Across a pair of initial studies, dozens of men and women an........ Read more »
Ein-Dor T, & Perry A. (2013) Full House of Fears: Evidence that People High in Attachment Anxiety are More Accurate in Detecting Deceit. Journal of personality. PMID: 23437786
When faces were hidden or schematic, 9-month-olds preferred looking at the "unattractive" male bodies
Out-of-shape new dads around the world take heart - your little munchkin thinks your fuller figure is nicer to look at than the ripped, six-pack-boasting torsos so often seen in magazines and after-shave adverts.
Michelle Delaney at the University of Sheffield and her colleagues presented dozens of babies with pictures of pairs of Caucasian male bodies wearing only underwear: one w........ Read more »
Heron-Delaney, M., Quinn, P., Lee, K., Slater, A., & Pascalis, O. (2013) Nine-month-old infants prefer unattractive bodies over attractive bodies. Journal of Experimental Child Psychology, 115(1), 30-41. DOI: 10.1016/j.jecp.2012.12.008
Around 1 in 7,500 otherwise healthy people are born with no sense of smell, a condition known as isolated congenital anosmia (ICA). So dominant are sight and hearing to our lives, you might think this lack of smell would be fairly inconsequential. In fact, a study of individuals with ICA published last year showed just how important smell is to humans. Compared with controls, the people with ICA were more insecure in their relationships, more prone to depression and to household accidents........ Read more »
Croy, I., Bojanowski, V., & Hummel, T. (2013) Men without a sense of smell exhibit a strongly reduced number of sexual relationships, women exhibit reduced partnership security – A reanalysis of previously published data. Biological Psychology, 92(2), 292-294. DOI: 10.1016/j.biopsycho.2012.11.008
Researchers in California have uncovered preliminary evidence for the way children acquire scientific "habits of thought" from their parents. Megan Luce and her colleagues recruited 35 parent-child pairs of various ethnic backgrounds (22 girls, 13 boy; 16 fathers, 19 mothers) at a children's museum, and videoed them as they read through a book designed to encourage discussion about scientific, social and moral issues - including global warming, gender differences, the planetary status of ........ Read more »
Luce, M., Callanan, M., & Smilovic, S. (2013) Links between parents' epistemological stance and children's evidence talk. Developmental Psychology, 49(3), 454-461. DOI: 10.1037/a0031249
How often do therapists cry in therapy and does it matter? For a profession that trades in emotions, you'd think these questions would have been tackled before. But as Amy Blume-Marcovici and her colleagues point out in their new paper, the issue has been strangely neglected. There's been plenty of research on crying medics, yet all we know about crying therapists comes from an ethics paper published in the 80s (56.5% of therapists said they'd cried in front of a client), and an unpublished qu........ Read more »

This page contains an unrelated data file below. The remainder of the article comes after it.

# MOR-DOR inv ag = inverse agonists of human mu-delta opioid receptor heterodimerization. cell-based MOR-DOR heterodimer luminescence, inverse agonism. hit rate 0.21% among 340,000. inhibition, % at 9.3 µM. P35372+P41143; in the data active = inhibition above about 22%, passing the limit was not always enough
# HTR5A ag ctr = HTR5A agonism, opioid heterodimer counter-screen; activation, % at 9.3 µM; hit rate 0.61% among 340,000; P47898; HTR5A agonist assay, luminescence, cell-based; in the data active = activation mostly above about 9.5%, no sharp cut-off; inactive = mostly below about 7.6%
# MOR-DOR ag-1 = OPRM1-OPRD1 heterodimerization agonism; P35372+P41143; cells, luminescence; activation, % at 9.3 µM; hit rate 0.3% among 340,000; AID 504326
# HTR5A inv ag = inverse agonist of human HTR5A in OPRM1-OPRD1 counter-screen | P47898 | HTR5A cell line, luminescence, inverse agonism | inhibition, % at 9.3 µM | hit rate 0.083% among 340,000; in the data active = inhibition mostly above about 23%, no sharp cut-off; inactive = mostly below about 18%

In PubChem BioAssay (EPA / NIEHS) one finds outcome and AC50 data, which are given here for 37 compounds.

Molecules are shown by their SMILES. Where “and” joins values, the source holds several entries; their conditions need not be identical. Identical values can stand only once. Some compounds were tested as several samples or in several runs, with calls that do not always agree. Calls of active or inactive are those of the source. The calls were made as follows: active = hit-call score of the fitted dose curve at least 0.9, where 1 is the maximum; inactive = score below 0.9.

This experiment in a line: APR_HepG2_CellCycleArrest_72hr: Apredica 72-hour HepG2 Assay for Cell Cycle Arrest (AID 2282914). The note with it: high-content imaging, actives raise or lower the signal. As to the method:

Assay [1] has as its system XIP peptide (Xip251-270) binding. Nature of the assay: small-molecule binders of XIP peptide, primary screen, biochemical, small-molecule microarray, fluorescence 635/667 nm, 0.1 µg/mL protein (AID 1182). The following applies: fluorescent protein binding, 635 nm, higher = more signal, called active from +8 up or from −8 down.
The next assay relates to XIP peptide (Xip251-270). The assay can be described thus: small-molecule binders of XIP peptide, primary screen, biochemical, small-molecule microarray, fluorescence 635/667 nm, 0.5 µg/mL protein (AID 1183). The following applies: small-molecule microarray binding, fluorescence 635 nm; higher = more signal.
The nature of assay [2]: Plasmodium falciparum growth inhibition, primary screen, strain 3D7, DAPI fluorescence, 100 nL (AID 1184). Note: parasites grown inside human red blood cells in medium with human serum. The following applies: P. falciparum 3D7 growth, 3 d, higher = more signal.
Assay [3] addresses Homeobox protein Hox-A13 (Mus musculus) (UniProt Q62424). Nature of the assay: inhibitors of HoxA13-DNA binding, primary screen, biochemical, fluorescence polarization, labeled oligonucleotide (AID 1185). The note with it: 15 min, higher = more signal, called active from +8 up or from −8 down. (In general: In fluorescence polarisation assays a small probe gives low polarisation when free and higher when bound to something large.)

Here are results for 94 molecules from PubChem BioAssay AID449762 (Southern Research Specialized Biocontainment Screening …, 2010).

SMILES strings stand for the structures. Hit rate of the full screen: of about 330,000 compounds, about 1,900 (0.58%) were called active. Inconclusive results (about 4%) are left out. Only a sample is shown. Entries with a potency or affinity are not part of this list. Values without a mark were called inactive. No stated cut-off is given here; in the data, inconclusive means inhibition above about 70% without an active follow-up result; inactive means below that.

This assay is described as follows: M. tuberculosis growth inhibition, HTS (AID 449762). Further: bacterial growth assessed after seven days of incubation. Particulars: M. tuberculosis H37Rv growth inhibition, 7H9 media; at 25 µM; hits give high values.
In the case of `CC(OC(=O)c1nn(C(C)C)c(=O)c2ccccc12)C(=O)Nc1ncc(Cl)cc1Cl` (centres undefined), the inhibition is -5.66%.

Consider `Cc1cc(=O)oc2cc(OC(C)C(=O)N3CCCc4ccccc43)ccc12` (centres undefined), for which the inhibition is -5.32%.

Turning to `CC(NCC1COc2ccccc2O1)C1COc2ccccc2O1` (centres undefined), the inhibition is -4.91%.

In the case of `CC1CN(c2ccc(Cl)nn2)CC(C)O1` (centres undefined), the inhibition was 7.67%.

Blume-Marcovici, A., Stolberg, R., & Khademi, M. (2013) Do Therapists Cry in Therapy? The Role of Experience and Other Factors in Therapists' Tears. Psychotherapy. DOI: 10.1037/a0031384
Why is it so annoying to hear a person chatting away in public on their mobile phone? One possibility examined in a new study is that the sound is particularly distracting, more so than a nearby conversation between two people who are both physically present.
Veronica Galván and her colleagues had 164 undergrads take part in what they thought was an investigation into the links between anagram solving performance and reading comprehension. While the students attempted to solve 15 easy a........ Read more »
Galván, V., Vessal, R., & Golley, M. (2013) The Effects of Cell Phone Conversations on the Attention and Memory of Bystanders. PLoS ONE, 8(3). DOI: 10.1371/journal.pone.0058579
A huge study involving over 12,000 participants across 51 cultures from Argentina to Uganda has concluded that men tend to have more varied personalities than women. Peter Borkenau, his co-authors and a small army of international research assistants recruited 12,156 college students to fill out a personality questionnaire about "someone they knew well" - either a person younger or older than forty years.
Averaged across all 51 cultures, men's personalities showed more variation for four of t........ Read more »
Borkenau, P., McCrae, R., & Terracciano, A. (2013) Do men vary more than women in personality? A study in 51 cultures. Journal of Research in Personality, 47(2), 135-144. DOI: 10.1016/j.jrp.2012.12.001